The stepmother of a woman killed in what police call Canada's worst serial killing case said Monday that she heard about the man who killed her daughter three years before he was arrested.
Lynn Frey is the stepmother of victim Marnie Frey. She told a public inquiry on Monday that support workers in a neighborhood that a guy called "Willie" outside Vancouver might have been responsible.
Robert William Pickton was convicted in 2007 of six counts of second-degree murder in the deaths of sex workers. He slaughtered the women at his suburban pig farm and fed some of the remains to his pigs. Pickton was sentenced to life in prison without the possibility of parole for 25 years.
The inquiry is examining why it took so long for authorities to catch him.
Lynn Frey said she began searching Vancouver's drug-infested Downtown Eastside when her stepdaughter failed to call home on her 24th birthday in August 1997.
"She would call home every day," Frey said.
Frey said calls to police were met with an attitude of indifference.
"Why would Vancouver police care?" Frey told inquiry commissioner Wally Oppal, a former judge and provincial attorney general. "She was just a lowlife prostitute."
Frey said Marnie was open about her involvement in the sex trade.
"She was an addict and had no other choice," Lynn Frey said. "The disease overpowered her. Addiction is not something you choose."
As she searched for her stepdaughter, Frey was told by other sex workers that Marnie had wound up in a wood chipper. She also said she heard from support workers and others who knew people in the area that a guy called "Willie" in Port Coquitlam, British Columbia, might have been responsible.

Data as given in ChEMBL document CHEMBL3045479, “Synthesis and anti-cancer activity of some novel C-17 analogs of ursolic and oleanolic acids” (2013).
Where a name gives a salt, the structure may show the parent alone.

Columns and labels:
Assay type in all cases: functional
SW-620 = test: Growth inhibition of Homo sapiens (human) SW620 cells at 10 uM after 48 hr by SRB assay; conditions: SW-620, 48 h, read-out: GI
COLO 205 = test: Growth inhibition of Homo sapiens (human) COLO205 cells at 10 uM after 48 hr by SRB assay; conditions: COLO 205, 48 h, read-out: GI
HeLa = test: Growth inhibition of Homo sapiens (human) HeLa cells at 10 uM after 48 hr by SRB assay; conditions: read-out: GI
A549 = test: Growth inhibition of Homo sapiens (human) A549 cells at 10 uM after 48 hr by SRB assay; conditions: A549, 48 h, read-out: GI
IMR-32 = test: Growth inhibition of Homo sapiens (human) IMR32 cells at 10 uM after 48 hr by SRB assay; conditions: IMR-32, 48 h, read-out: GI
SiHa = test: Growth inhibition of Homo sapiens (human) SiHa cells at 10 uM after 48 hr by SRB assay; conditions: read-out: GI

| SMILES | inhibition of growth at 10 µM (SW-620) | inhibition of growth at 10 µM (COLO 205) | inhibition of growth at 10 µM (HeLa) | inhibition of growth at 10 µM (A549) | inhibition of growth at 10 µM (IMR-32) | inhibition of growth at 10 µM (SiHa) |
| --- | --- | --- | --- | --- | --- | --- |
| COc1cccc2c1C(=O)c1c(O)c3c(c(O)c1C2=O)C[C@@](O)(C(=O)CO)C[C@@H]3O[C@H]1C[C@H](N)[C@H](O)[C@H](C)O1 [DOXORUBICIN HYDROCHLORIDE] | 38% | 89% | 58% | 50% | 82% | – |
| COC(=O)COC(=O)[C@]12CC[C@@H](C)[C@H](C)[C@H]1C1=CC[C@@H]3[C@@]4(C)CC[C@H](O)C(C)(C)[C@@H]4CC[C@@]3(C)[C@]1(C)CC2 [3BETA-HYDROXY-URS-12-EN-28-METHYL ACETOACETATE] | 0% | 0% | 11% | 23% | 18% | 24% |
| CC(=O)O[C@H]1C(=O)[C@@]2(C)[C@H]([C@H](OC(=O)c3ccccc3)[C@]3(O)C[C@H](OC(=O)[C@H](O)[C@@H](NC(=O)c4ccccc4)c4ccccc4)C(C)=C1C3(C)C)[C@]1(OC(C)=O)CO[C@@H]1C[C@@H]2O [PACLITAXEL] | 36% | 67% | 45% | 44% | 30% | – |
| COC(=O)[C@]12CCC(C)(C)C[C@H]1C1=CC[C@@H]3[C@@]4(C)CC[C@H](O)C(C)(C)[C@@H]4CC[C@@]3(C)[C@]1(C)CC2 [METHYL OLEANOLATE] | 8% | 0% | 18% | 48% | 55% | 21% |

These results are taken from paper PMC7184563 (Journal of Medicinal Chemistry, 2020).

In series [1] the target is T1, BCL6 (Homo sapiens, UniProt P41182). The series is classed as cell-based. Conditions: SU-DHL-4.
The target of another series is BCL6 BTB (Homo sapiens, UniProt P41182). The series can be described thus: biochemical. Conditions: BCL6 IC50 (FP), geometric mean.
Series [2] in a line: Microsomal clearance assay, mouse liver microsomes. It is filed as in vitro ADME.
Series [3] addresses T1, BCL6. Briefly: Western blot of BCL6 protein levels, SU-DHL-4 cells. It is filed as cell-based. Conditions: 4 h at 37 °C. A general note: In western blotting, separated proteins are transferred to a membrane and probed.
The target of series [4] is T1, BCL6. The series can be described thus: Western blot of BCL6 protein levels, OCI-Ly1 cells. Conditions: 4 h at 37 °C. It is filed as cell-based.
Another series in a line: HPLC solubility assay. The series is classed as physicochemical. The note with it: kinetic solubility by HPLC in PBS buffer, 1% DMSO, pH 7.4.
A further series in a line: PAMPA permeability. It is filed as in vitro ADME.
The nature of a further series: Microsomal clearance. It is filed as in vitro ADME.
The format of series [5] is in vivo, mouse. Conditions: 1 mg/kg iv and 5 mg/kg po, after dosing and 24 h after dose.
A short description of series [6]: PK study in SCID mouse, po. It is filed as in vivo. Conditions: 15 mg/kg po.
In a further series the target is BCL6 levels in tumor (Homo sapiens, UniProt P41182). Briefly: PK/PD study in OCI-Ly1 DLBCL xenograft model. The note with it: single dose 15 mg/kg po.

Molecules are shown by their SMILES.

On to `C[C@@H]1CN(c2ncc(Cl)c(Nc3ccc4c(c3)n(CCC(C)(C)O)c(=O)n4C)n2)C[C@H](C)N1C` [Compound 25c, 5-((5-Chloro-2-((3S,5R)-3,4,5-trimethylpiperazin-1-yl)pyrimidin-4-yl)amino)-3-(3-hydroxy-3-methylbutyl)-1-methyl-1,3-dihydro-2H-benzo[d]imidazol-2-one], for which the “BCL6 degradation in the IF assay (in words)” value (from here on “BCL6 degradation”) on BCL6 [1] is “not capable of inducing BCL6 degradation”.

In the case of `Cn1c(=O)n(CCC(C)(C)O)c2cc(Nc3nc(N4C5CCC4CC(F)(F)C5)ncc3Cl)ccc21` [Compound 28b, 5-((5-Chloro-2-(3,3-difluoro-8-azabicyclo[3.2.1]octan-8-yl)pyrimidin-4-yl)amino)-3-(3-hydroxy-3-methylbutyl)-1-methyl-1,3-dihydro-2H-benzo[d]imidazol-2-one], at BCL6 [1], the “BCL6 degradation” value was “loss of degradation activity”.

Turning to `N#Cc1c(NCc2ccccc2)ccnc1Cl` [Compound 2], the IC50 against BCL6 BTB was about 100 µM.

Frey said she visited the farm and told police about what she heard. She said police told her Pickton was a person of interest.
Police lawyer David Crossin told Frey police detectives have no record of being told of Frey's trip to the farm.
Frey said she met other families who were searching for missing women but who were frustrated with what she called a dismissive police attitude.
Oppal is also charged with investigating why government prosecutors dropped attempted murder and forcible confinement charges against Pickton in 1998. Court testimony revealed that, in 1997, Pickton had handcuffed a woman and stabbed her but she fought back, stabbing him. The woman was found naked and bleeding after fleeing his farm. Both Pickton and the woman wound up at a nearby hospital and the key to the handcuffs she was wearing was found in Pickton's pocket.
In August 2010, a Vancouver Police Department report said 11 women may have been spared from Pickton had police acted on information available four years before the pig farmer's arrest. The 450-page report blamed both Vancouver police and the Royal Canadian Mounted Police for errors that prevented either police force from arresting Pickton.